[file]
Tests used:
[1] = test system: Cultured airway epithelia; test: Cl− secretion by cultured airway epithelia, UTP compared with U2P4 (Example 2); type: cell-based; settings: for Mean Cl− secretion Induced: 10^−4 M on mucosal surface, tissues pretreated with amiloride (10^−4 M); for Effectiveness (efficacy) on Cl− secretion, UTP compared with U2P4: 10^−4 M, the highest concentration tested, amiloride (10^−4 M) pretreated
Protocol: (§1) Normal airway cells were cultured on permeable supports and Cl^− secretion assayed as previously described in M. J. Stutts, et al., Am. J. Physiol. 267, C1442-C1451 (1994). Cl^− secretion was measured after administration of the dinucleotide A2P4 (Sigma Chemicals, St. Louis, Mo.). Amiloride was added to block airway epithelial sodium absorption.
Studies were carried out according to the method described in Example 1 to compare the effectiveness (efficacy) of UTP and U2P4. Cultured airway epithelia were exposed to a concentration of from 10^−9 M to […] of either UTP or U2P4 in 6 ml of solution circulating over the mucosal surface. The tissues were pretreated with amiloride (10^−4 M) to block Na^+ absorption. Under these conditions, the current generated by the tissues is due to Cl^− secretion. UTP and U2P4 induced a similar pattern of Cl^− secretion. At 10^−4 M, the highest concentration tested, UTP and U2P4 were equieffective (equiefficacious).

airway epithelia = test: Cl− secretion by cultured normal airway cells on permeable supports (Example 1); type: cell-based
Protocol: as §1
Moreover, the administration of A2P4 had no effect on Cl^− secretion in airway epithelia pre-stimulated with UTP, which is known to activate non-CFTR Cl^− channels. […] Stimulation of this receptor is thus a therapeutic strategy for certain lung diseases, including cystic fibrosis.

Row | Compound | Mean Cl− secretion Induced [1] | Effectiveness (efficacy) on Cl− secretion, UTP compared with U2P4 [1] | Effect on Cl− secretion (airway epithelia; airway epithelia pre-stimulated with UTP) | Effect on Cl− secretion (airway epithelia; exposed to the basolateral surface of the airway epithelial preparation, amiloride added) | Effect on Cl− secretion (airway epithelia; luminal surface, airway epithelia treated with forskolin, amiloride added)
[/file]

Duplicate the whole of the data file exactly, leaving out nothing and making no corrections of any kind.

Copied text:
Tests used:
[1] = test system: Cultured airway epithelia; test: Cl− secretion by cultured airway epithelia, UTP compared with U2P4 (Example 2); type: cell-based; settings: for Mean Cl− secretion Induced: 10^−4 M on mucosal surface, tissues pretreated with amiloride (10^−4 M); for Effectiveness (efficacy) on Cl− secretion, UTP compared with U2P4: 10^−4 M, the highest concentration tested, amiloride (10^−4 M) pretreated
Protocol: (§1) Normal airway cells were cultured on permeable supports and Cl^− secretion assayed as previously described in M. J. Stutts, et al., Am. J. Physiol. 267, C1442-C1451 (1994). Cl^− secretion was measured after administration of the dinucleotide A2P4 (Sigma Chemicals, St. Louis, Mo.). Amiloride was added to block airway epithelial sodium absorption.
Studies were carried out according to the method described in Example 1 to compare the effectiveness (efficacy) of UTP and U2P4. Cultured airway epithelia were exposed to a concentration of from 10^−9 M to […] of either UTP or U2P4 in 6 ml of solution circulating over the mucosal surface. The tissues were pretreated with amiloride (10^−4 M) to block Na^+ absorption. Under these conditions, the current generated by the tissues is due to Cl^− secretion. UTP and U2P4 induced a similar pattern of Cl^− secretion. At 10^−4 M, the highest concentration tested, UTP and U2P4 were equieffective (equiefficacious).

airway epithelia = test: Cl− secretion by cultured normal airway cells on permeable supports (Example 1); type: cell-based
Protocol: as §1
Moreover, the administration of A2P4 had no effect on Cl^− secretion in airway epithelia pre-stimulated with UTP, which is known to activate non-CFTR Cl^− channels. […] Stimulation of this receptor is thus a therapeutic strategy for certain lung diseases, including cystic fibrosis.

Row | Compound | Mean Cl− secretion Induced [1] | Effectiveness (efficacy) on Cl− secretion, UTP compared with U2P4 [1] | Effect on Cl− secretion (airway epithelia; airway epithelia pre-stimulated with UTP) | Effect on Cl− secretion (airway epithelia; exposed to the basolateral surface of the airway epithelial preparation, amiloride added) | Effect on Cl− secretion (airway epithelia; luminal surface, airway epithelia treated with forskolin, amiloride added)